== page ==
By Marita van Rooyen
With the first burst of light on a chilly Saturday morning before the much-anticipated Supermoon illuminated the night skies, two adventurers in leather suits mounted an iron horse.
They were ready and (sort of) prepared for a journey of venture-some proportions: hitting the road to the most magical mountain: the Spitzkoppe. (Of course the Brandberg is also high on the list of natural magnificence).
With only a backpack filled with avocados, bananas and a container of kefir (which turned out to be a not-so-clever item of road food) for picnic breaks en route, two litres of water, and high spirits, the voyagers kick-started the iron horse and embarked on the lengthy journey of 250-something kilometres.(Now, we know what you are thinking, “250km, lengthy? In this country?” On a Yamaha 600 ttr, at a mean of 51km per hour, it is.)
Imagine an infinite stretch of wide-open tar, with half the county’s population of warthogs causing challenges for eyes opened in slits against the fast raising sun. Then keep in mind that this horse was fitted with off-road hoofs, specifically inscribed with the note, “not for highway use”. Add the wonder of fast-changing landscapes opening up in unspoilt panoramas, and you’ve got the recipe for a unhurried trip to the middle of nowhere.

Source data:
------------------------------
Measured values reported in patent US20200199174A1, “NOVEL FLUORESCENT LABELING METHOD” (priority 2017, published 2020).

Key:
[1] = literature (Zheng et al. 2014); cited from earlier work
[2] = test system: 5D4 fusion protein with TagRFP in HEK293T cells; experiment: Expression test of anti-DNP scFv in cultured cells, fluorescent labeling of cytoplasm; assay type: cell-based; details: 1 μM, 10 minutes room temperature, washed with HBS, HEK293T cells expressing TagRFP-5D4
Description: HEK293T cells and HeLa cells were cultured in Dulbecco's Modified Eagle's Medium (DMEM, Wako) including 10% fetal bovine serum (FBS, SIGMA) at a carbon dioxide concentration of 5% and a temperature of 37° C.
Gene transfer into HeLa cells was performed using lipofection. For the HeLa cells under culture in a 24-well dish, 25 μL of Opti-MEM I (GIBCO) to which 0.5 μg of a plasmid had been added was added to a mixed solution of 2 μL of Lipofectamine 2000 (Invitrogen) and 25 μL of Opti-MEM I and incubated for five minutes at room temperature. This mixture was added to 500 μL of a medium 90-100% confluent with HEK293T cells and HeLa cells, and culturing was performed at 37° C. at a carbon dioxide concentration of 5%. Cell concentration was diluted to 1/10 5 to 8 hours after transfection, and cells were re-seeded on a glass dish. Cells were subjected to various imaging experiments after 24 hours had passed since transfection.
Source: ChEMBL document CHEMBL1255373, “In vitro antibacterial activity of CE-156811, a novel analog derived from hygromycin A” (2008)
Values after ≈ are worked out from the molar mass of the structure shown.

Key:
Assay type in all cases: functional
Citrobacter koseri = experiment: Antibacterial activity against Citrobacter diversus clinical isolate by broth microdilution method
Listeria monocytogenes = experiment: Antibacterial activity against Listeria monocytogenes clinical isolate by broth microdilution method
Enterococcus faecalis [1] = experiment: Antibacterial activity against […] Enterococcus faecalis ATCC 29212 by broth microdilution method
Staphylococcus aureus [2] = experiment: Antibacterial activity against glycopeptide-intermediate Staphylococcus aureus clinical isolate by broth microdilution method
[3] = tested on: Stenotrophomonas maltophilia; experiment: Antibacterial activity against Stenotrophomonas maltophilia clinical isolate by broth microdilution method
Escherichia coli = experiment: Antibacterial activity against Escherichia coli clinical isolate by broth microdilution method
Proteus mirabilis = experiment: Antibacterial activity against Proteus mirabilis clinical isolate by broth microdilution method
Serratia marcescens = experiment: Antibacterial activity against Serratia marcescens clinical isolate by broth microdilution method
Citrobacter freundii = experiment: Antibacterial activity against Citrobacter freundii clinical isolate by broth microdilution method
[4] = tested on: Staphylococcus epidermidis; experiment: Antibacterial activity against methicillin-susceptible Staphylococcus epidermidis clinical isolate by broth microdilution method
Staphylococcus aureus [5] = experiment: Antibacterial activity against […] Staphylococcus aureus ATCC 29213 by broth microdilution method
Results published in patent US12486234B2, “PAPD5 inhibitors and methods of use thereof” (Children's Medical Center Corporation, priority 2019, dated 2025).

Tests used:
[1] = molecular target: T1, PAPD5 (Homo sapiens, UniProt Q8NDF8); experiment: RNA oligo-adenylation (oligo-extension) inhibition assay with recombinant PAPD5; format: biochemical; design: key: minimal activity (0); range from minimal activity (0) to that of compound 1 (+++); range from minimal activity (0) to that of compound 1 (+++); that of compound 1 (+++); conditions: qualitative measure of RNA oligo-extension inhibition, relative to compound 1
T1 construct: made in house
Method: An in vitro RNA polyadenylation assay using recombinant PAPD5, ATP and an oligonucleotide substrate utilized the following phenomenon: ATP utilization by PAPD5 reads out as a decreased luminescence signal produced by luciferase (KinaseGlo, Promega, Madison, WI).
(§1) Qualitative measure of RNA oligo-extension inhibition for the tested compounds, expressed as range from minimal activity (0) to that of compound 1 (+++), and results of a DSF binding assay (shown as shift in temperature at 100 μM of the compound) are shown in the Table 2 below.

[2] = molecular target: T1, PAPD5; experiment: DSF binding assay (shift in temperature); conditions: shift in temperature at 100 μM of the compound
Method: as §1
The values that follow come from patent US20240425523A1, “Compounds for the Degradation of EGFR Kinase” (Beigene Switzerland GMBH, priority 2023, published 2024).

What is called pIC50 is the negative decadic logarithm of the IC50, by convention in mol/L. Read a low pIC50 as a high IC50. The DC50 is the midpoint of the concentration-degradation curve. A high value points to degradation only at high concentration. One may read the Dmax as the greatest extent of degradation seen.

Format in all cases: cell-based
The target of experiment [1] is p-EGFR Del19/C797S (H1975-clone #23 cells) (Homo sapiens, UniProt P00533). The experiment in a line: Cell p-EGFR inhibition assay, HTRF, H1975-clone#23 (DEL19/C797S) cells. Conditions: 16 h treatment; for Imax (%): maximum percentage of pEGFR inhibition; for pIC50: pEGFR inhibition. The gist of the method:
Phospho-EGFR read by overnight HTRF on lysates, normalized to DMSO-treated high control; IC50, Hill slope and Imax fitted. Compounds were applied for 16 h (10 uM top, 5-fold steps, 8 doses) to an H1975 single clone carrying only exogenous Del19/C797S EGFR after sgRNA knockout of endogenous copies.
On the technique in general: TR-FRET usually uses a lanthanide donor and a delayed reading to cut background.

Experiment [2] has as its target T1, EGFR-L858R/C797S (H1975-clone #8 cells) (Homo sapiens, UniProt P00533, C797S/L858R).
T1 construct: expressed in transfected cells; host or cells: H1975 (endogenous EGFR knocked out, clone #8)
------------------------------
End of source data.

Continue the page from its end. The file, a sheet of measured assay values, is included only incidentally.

With 1km pit stop signs pointing to every major tree, the journey was additionally delayed, but ultimately enjoyed (yes, avo and banana in mouth). Apart from the warthog amusement, the en route entertainment entailed passing by two hasty vehicles, three small dots on the map (also known as Okahandja, Karibib and Usakos), and a bunch of goats on a mission to find the juiciest leaves.
Eventually, six hours (and two very uncomfortable bums) down the line, the duo reached their destination. They celebrated with a cold beer, stretched their legs, and hit the nearest boulder to take in what they perceived to be the ultimate endpoint: the Spitzkoppe.
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